“Trampoline” wraps up Season Two of The Good Doctor with happy endings for just about everyone. Shaun has his job back and gets a date. Aaron is cancer-free and engaged. Dr. Han is out, and it looks like Lim will replace him as chief of surgery.
All good stuff, even though Lim’s promotion probably means the end of LimLendez. But I felt vaguely dissatisfied as the final billboard rolled. I wanted more.
Is it just because I really wanted someone to drop a helicopter on Dr. Han? Well, maybe. Let’s take a closer look at “Trampoline.”
We know Shaun tends to be rather one-track about things. We also know that doesn’t always go over well with people. It certainly didn’t go over well with Dr. Han. Nor did it go over well with Zach, a guy at a bar who tries to bully Shaun into silence and then attacks him. Shaun defends himself, and Zach winds up on the floor with a severe head injury.
The attack was brutal. But even more stunning was the way Shaun lied about it later. He tells Claire he found Zach unconscious and bleeding. Claire is shocked when she learns he lied. But there isn’t much time for shock when Shaun collapses from his own injuries, just as he’s figuring out what’s wrong with Zach.
Fortunately, Shaun’s injuries weren’t quite as severe as the promos made us believe. (And I’m not sure how I feel about the bait-and-switch nature of those promos.) Shaun does recover. But he’s out of it long enough that the surgical team is on its own in deciphering “trampoline,” the last thing Shaun said before collapsing. And that leads us to one of my favorite things about this episode.
Claire Gets The Spotlight
I wanted more focus on Claire as a doctor this season. We got it in “Trampoline,” as she tried to see things through Shaun’s eyes. She even stood on a step stool to see Zach exactly as Shaun had seen him.
Channeling Shaun worked for Claire. More than a year of working with him certainly helped, especially when combined with her own formidable empathy. I don’t think this would have worked so well for any of the other doctors.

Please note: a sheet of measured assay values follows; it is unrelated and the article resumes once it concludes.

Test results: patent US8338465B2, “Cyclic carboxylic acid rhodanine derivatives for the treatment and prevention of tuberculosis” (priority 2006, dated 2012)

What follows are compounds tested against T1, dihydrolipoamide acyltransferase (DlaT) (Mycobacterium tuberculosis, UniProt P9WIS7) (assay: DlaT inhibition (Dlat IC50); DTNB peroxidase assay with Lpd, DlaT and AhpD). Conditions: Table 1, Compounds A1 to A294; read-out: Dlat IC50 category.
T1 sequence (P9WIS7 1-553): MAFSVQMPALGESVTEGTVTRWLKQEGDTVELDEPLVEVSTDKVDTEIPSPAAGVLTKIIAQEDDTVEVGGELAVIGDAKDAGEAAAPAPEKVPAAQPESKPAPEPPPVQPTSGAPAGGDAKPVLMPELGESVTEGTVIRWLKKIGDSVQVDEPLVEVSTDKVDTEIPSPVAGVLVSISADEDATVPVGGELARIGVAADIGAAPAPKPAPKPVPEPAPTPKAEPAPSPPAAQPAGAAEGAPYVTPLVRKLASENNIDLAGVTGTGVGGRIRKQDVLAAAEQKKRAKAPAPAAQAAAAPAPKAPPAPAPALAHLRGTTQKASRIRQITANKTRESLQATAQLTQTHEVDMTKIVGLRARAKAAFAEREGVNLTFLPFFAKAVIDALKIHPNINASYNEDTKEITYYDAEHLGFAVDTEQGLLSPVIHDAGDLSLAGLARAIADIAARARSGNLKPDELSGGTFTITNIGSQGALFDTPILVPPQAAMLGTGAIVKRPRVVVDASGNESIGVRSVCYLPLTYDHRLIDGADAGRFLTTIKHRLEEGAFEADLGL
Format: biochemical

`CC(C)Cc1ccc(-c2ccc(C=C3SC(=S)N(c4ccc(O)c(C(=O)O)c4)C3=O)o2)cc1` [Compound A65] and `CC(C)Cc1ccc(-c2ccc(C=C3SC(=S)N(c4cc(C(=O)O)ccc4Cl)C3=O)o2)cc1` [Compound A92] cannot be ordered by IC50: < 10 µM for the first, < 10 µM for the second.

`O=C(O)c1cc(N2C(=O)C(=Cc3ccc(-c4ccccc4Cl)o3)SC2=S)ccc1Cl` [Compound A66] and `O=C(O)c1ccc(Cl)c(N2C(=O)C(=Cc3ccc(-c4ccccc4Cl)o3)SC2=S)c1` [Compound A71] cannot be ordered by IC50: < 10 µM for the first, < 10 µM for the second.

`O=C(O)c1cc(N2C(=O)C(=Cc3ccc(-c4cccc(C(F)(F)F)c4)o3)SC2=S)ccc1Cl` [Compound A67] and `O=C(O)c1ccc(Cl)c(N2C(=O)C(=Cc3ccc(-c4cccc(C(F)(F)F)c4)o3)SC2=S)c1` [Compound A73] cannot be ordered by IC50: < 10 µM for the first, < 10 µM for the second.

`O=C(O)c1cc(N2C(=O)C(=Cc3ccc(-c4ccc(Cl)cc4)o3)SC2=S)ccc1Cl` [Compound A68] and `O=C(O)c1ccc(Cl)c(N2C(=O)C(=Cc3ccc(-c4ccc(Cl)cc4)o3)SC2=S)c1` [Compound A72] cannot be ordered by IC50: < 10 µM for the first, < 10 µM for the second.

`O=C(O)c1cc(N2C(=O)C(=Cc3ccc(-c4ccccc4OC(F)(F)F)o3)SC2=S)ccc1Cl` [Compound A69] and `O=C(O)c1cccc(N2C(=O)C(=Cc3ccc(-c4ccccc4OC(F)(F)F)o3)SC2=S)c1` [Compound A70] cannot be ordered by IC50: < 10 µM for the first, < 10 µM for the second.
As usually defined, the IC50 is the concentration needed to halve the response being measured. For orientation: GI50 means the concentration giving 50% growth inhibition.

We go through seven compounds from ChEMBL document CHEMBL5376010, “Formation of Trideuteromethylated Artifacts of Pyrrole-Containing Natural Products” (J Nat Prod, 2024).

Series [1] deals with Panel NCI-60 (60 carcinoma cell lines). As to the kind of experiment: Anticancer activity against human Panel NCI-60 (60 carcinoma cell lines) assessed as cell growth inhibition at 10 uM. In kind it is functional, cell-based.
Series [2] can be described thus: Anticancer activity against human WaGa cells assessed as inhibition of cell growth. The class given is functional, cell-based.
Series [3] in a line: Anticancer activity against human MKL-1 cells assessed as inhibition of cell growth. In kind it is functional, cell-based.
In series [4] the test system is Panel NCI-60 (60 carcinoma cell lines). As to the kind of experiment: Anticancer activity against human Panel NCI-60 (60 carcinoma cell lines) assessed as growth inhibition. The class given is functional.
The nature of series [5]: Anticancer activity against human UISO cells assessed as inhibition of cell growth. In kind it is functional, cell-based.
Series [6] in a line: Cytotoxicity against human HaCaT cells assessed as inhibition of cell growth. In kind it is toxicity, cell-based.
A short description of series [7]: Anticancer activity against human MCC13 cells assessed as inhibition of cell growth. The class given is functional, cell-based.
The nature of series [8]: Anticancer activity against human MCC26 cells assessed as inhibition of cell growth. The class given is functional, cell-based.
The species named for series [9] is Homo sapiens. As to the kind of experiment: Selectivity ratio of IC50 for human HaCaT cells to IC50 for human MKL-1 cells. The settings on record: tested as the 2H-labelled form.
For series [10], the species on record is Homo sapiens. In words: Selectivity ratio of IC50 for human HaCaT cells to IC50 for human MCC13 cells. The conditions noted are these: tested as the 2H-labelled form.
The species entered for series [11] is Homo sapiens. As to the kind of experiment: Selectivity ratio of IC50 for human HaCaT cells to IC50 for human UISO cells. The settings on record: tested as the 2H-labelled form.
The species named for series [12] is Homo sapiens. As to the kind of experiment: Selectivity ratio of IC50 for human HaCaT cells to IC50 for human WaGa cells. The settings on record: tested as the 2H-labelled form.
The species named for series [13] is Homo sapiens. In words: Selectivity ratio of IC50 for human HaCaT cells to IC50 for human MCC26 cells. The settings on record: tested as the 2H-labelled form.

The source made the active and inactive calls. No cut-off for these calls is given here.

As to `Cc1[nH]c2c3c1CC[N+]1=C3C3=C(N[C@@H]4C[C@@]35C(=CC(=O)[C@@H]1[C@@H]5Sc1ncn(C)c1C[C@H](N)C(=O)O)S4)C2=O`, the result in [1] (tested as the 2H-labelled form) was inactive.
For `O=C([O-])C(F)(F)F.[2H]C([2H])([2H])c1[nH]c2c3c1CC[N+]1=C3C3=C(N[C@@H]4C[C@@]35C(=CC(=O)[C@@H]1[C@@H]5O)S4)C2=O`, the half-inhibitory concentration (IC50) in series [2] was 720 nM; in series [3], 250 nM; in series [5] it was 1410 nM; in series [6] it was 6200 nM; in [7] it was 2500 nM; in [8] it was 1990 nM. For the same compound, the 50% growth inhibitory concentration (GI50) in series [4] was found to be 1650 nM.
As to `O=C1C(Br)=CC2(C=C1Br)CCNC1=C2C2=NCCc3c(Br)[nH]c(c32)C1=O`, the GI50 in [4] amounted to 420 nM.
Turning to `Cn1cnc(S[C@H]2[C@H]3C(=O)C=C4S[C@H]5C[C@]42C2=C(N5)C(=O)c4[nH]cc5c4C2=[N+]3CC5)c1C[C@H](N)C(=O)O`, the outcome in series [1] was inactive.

As long as I’m mentioning the other doctors, I want to just briefly touch on the other medical story of the episode. Morgan and Park are treating an elderly woman who’s just had surgery. The patient, Ida, keeps faking symptoms because she doesn’t want to leave the hospital. By the end of the episode, we learn she’s also faked all the details of her personal life. She doesn’t want to admit that she’s alone.
This should have been a moving story, but Ida was such a busybody that it was hard to be sympathetic to her. When she was finally discharged, I could only wonder, “So who is supposed to take care of her? Isn’t there a nursing home representative around?”
It’s pretty rare for The Good Doctor to give us a plot thread that feels like little more than filler. It was surprising to see it in the season finale.
Andrews Gets A Conscience, And Han Gets The Boot
Remember when I considered Dr. Andrews the most arrogant doctor at St. Bonaventure? Dr Han has beaten him at that game. Andrews is feeling doubt and maybe even some guilt over the situation with Shaun. But Han still believes he’s right. Worse, he believes he’s got Andrews over a barrel. “Fire me now and you look like a fool in front of the board,” Han claims.
Word to the wise. NEVER taunt your boss when s/he can fire you without the board’s approval. Han gets the sack in an understated scene. No shouting. Just Andrews’ calm but firm statement that just as Han can fire the people under his supervision, Andrews can do the same.
Maybe it’s just my sense of schadenfreude that’s disappointed at Han’s rather anticlimactic exit. We all want the “bad guys” to learn the error of their ways. Or to pay an ultimate price for the way they have treated others. (My notes say “WHERE’S MY DAMNED HELICOPTER?”)
But the world doesn’t work that way. “Villains” rarely get what’s coming to them. And too often, no good deed goes unpunished. We’ll have to wait until next season to see whether Andrews pays any price for his good deed.
Lim and Melendez just announced their relationship with a very public makeout session in the ER. But LimLendez may not be destined to last. With Han out, St. Bonaventure needs a new chief of surgery, and Lim is tapped for the job. Problem is, that means she can’t keep dating Dr. Melendez. Dating your employees is against the rules. We’ll have to wait until next season to see what happens with these two.
We’ll also have to wait to see whether Aaron’s impulsive proposal to Debbie leads to an actual wedding. It seems too impulsive for both of them, who barely know each other.
The third romance of the episode involves Shaun… but not Lea. Shaun has apparently managed to move on. He invites Carly, his old boss from Pathology, out to dinner. (And she says yes.) It’s a happy surprise, and I couldn’t help but laugh as he leaves Carly’s house still carrying the flowers and candy he’d bought for her. This is another thing to look forward to in Season 3.
The Good Doctor will return to ABC in the fall.